Falcon Tries: Synchronized Swimming

As someone who feels like crying when the word “swimming” is even mentioned, I was not merely reluctant, but outright terrified to try synchronized swimming. The fear of drowning occupied my mind during every swimming class I went to growing up, and even though I eventually learned how to swim, I never really got past the fear. And I suppose that’s exactly why I took on the challenge – it was a way to conquer my childhood fears once and for all.


I contacted the head coach at San Dieguito Synchronized Swimming, who generously offered me a trial session in the beginner class. Under the impression that I would spend my time twirling around in the water with other newcomers my age, I confidently strode to the pool to find a dozen 6-year-olds clasping their towels and goggles and staring at me, bewildered. I walked around the pool, asking where the young adult beginner class was, but was directed right back to the group of curious and expectant tykes.


I put my towel down next to the other students’ and began doing stretches at the poolside, as directed by the head coach. I had managed to get through the lunges and downward dog pose, when she asked everyone to do the “scorpion” pose, which involved extreme contortion of the legs and fluttering hand motions. This was followed by the “boat,” for which I lay on my stomach and waved my feet wildly in the air.


Then we split into two groups and went over the routine that the class had been practicing. I tried to follow along as we kicked and twirled poolside.


After the land drills were over, we got into the pool. I thought we would simply begin the routine, but instead we did six laps as a warmup. Since I hadn’t been swimming in years, I could hardly make it across the pool once doing freestyle, let alone five more times doing backstroke and breaststroke as well. I was then taught the “fancy backstroke,” a synchronized swimming basic, where I tapped the water with a jazz hand every time I made a stroke. I was not very good at the fancy backstroke and kept splashing water on my face while continuously bumping into the pool wall.


While the other students began to practice the routine, I was pulled aside by a class helper to learn another basic move called the “eggbeater.”


If there is one thing I am terrible at, it’s the eggbeater. The eggbeater is the core element of synchronized swimming, the helper explained, and it was supposed to be done by alternatingly rotating my legs while pushing the water back and forth with my hands. It is essentially a graceful form of treading water, but I could not get the motions correct even after being shown how to do them several times by both the instructors and the other students in my class. And since I could not easily grasp the eggbeater, I had to hold my instructor’s hand for more than half the class to stay afloat.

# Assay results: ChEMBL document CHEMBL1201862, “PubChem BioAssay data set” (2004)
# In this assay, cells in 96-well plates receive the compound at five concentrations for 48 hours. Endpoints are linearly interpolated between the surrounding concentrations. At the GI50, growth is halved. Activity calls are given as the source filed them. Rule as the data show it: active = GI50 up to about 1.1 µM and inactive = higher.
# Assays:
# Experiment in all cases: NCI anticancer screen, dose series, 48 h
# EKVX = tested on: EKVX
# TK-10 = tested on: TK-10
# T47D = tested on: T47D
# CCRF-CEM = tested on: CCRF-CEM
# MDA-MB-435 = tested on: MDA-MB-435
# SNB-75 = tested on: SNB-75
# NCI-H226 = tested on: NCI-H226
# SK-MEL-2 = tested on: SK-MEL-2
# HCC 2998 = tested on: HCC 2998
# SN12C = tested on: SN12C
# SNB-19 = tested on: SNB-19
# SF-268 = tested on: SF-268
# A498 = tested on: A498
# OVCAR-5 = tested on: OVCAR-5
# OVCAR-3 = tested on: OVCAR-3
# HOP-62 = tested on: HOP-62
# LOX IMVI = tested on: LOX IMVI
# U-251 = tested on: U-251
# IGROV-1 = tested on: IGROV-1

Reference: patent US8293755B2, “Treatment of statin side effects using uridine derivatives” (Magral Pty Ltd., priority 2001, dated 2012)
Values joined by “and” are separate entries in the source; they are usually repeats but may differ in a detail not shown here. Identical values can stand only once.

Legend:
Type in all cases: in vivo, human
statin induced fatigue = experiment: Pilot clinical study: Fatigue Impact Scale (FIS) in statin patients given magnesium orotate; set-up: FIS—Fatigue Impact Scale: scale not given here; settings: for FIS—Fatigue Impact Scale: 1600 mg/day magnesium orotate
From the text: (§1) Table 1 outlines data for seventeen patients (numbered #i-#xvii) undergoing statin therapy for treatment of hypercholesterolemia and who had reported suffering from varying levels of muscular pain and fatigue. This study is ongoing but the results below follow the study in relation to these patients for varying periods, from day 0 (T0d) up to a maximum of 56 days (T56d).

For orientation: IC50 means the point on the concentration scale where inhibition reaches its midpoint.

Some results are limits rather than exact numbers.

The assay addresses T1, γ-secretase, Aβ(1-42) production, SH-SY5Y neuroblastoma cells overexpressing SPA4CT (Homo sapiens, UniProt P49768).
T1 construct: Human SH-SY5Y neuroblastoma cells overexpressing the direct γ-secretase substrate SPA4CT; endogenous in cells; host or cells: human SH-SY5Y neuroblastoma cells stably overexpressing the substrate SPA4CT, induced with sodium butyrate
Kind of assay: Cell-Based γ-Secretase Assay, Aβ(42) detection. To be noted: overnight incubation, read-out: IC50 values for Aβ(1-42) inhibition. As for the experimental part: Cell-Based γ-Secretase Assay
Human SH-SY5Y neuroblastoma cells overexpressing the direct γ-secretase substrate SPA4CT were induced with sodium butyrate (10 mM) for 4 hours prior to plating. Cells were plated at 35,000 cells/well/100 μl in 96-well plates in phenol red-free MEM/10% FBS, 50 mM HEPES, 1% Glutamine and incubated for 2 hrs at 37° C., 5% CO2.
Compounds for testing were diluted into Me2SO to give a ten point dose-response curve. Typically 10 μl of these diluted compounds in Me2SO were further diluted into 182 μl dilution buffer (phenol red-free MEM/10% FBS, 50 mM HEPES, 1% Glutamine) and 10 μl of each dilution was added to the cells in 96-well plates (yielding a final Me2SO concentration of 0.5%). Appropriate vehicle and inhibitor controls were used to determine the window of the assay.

We started the routine, and I tried to follow along as the head coach explained the steps in the routine. We would start under water for four counts and then come to the surface with a “boost.” Then we would do eight counts of breaststroke before tucking our knees to our chests to do a somersault.


This sequence demonstrated the far more strenuous and complicated nature of the sport than I ever had expected. I could barely stay under water without running out of breath, and when I boosted to the surface, I violently splashed water in the children’s faces. The coach pointed out that I should try to be more graceful.


When it was my turn to do a somersault, I closed my eyes, bent my knees and rolled over, hoping this would suffice as a flip. But, when I opened my eyes, I was face down on the surface of water, having not even slightly turned upside down in the water. With admirable understatement,  my coach allowed that I hadn’t “quite gotten it.”


In truth, I hadn’t quite gotten most of the moves and poses taught to me, but at the end, the head coach reminded me that the first time never goes easily for anyone. She knew of my reluctance when it came to swimming, and told me my willingness to even try the sport was “one step in the right direction.”


Before leaving, I watched the students in an advanced class gracefully maneuver in the water, perfectly synchronizing their motions as they glided across the pool.


I thought then that the thought of swimming did not make me feel like crying as much as it had before I had taken this lesson. And when my friend asked me the following day if I wanted to go swimming with her, I accepted, joking that I would teach her a somersault, but to forget about the eggbeater. 

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